Excerpts from Jim Conrad's
Naturalist Newsletter

Aztec Pygmy Grasshopper, PARATETTIX AZTECUS

from the July 27, 2014 Newsletter issued from the Frio Canyon Nature Education Center in the valley of the Dry Frio River in northern Uvalde County, southwestern Texas, on the southern border of the Edwards Plateau, USA

In mud among limestone cobbles where the Dry Frio's meager current was just lively enough to make a little trickling sound, something almost too small to bother with jumped out the way when I shifted my foot. In fact, I did ignore it awhile, until it dawned on my heat-numbed brain that this might be worth looking at. However, on hands and knees, I couldn't find it exactly where I'd seen it land. I've known interesting species with amazing camouflage abilities, so I focused the camera on the spot where I'd seen it land, and got the shot shown below.

Aztec Pygmy Grasshopper, PARATETTIX AZTECUS, camouflaged

If you don't see it, our quarry sits right in the picture's center, in full view. After taking that picture I waved a hand over the area hoping to scare whatever it was into moving, and it did, right onto an alga covered cobblestone where it revealed itself, to my astonishment, to be a dwarf grasshopper looking extraordinarily like a toad. Its compound eyes, instead of being mounted along the head's side, had shifted to the head's very top, looking like a toad's poison-secreting glands, the parotoid glands. Also, the femurs of its hind legs were thick and shaped just like a toad's, and the entire grasshopper was warty-textured and colored like a toad. At the top of this page you can see the whole thing -- the body being only about half an inch long (12mm).

Volunteer identifier Bea in Ontario had fun figuring out that our toad-grasshopper was a member of the Pygmy Grasshopper Family, the Tetrigidae, of which worldwide about 1,600 species have been described in some 250 genera. She even got it genus level, Paratettix. Grasshoppers in the Pygmy Grasshopper Family are recognized not only by their small size but also from the saddle-like scale immediately behind their heads (the pronotum), which extends backward over the abdomen, sometimes reaching the wing tips. Most grasshopper pronotums are only a little wider that the grasshopper's head. Our grasshopper's pronotum doesn't reach its wing tips, but it almost does.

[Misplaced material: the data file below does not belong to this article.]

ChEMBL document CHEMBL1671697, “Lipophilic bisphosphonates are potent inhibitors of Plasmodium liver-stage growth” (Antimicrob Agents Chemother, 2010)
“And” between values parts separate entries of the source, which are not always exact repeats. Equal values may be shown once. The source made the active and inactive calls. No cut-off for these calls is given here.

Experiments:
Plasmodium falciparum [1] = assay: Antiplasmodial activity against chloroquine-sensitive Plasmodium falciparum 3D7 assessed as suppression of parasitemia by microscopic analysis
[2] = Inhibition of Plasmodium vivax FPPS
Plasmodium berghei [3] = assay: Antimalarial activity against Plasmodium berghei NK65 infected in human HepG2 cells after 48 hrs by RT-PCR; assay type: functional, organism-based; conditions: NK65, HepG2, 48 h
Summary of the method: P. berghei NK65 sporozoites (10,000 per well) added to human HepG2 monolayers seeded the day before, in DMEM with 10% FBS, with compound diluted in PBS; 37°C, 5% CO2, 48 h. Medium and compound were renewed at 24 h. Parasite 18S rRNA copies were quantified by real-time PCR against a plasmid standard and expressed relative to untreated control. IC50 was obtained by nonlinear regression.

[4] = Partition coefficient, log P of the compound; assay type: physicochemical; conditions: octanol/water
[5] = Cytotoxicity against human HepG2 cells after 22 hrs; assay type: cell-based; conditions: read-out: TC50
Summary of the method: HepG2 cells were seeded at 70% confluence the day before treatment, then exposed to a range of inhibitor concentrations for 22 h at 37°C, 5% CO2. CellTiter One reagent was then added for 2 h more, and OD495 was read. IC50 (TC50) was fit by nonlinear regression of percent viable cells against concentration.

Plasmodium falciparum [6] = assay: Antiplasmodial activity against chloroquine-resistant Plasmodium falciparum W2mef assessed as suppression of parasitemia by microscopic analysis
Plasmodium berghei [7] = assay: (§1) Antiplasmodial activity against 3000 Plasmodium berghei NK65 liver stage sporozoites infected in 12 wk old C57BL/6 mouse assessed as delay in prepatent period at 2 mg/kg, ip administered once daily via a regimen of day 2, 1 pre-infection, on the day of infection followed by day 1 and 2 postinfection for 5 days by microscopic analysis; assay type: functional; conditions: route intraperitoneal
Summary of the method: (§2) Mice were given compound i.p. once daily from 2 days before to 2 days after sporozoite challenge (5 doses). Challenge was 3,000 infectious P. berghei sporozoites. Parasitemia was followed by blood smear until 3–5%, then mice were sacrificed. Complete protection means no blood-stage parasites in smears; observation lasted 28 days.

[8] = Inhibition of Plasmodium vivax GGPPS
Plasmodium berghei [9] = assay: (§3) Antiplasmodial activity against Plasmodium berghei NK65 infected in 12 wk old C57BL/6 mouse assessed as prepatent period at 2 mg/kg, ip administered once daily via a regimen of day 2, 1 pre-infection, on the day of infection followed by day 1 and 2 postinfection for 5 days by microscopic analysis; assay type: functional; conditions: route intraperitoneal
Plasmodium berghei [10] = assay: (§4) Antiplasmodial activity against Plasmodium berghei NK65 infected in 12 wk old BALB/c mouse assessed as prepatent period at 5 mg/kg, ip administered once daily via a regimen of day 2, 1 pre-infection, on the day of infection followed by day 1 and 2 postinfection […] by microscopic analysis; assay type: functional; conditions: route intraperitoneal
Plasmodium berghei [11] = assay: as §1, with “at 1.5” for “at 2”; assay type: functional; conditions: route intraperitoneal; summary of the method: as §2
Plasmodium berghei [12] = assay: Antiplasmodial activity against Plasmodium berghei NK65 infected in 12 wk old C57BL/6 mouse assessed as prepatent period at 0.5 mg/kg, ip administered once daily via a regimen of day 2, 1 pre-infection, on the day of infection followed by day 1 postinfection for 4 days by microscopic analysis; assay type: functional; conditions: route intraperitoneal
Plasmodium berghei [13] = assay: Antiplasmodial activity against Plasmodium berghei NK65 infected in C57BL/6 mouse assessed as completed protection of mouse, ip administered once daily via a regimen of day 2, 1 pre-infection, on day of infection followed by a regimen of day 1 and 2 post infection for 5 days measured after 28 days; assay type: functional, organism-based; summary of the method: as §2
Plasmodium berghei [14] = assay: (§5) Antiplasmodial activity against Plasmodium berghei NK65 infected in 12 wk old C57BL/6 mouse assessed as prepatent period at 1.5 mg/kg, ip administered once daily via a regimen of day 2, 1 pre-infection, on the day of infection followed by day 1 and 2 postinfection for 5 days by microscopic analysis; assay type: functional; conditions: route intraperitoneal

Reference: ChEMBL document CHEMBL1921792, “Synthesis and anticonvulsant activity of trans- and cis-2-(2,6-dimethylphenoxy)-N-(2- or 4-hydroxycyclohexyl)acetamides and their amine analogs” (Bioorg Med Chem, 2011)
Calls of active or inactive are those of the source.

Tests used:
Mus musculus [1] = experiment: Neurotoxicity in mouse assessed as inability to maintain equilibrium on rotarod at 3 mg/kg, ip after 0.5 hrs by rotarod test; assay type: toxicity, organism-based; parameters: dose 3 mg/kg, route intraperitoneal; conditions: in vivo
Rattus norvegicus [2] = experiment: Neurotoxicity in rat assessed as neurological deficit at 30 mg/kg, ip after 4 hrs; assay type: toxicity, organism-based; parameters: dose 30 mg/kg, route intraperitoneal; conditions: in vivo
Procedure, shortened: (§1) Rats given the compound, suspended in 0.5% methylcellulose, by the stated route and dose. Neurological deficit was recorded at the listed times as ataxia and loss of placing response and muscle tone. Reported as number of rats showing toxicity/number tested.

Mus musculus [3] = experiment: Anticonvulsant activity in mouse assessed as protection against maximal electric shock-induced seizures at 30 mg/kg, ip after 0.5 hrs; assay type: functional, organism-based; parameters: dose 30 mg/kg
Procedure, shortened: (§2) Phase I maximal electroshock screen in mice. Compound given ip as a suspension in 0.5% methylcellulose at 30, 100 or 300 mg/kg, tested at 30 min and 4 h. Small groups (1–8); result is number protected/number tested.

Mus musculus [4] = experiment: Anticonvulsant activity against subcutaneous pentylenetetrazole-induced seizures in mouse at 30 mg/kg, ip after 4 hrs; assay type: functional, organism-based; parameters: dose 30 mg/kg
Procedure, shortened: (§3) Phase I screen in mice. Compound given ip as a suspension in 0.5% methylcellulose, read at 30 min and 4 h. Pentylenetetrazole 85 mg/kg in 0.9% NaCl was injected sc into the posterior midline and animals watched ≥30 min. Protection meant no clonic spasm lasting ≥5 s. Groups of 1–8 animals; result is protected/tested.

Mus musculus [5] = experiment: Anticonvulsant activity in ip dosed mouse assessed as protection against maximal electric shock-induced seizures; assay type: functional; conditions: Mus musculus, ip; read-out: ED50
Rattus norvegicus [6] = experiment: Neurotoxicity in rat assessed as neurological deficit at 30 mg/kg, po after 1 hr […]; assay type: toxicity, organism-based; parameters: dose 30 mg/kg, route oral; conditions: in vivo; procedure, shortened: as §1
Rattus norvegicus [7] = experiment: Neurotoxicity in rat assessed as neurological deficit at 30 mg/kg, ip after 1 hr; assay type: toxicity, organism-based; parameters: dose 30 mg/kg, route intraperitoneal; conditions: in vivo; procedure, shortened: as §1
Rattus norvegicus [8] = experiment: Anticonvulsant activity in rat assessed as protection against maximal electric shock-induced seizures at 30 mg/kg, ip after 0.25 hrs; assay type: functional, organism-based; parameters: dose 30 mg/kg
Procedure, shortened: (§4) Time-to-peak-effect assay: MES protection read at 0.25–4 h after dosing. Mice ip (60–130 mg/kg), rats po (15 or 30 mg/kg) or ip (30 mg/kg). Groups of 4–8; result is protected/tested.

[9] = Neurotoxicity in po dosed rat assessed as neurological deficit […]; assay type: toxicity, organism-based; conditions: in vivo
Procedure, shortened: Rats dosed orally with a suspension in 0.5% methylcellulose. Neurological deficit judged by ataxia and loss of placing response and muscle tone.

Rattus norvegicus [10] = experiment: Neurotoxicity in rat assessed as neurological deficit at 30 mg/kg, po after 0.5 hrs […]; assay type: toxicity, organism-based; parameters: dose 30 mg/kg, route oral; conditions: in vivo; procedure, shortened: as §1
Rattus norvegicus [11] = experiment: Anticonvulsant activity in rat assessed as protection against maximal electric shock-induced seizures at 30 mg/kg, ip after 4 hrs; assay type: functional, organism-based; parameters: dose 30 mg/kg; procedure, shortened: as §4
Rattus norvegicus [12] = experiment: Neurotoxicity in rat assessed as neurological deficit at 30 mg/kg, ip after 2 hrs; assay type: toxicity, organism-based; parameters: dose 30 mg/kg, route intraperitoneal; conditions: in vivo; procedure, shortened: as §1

Many pygmy grasshoppers are famous for their camouflage coloration and patterning, and most species occur along streams and ponds, where they feed on algae and diatoms, so our Dry Frio species fits into the family nicely.

Bea having done the hard work of figuring out the genus, Paratettix, I set about trying to narrow it down to species level. BugGuide.Net lists eight Paratettix species for North America. After doing image searches for each name, and basing my identification on our grasshopper's compound eyes being so completely atop its head, plus the shape of the short ovipositor at the tip of her abdomen, and its general color, I'm thinking we have the Aztec Pygmy Grasshopper, PARATETTIX AZTECUS, which occurs through most of Central America and Mexico, and extends into the US mainly in the southwestern states.

I read that between 80% and 100% of our Aztec Pygmy Grasshopper's diet consists of "aquatic primary production," which I assume to be the algae and diatoms mentioned as the prime food of most pygmy grasshoppers. Also I read that members of this family living along streams, like ours, are capable of swimming on the water's surface, and they readily leap into water when alarmed.

Who'd have thought that grasshoppers could do such things? And to think that I almost didn't even look closer just because it was so hot and I was tired.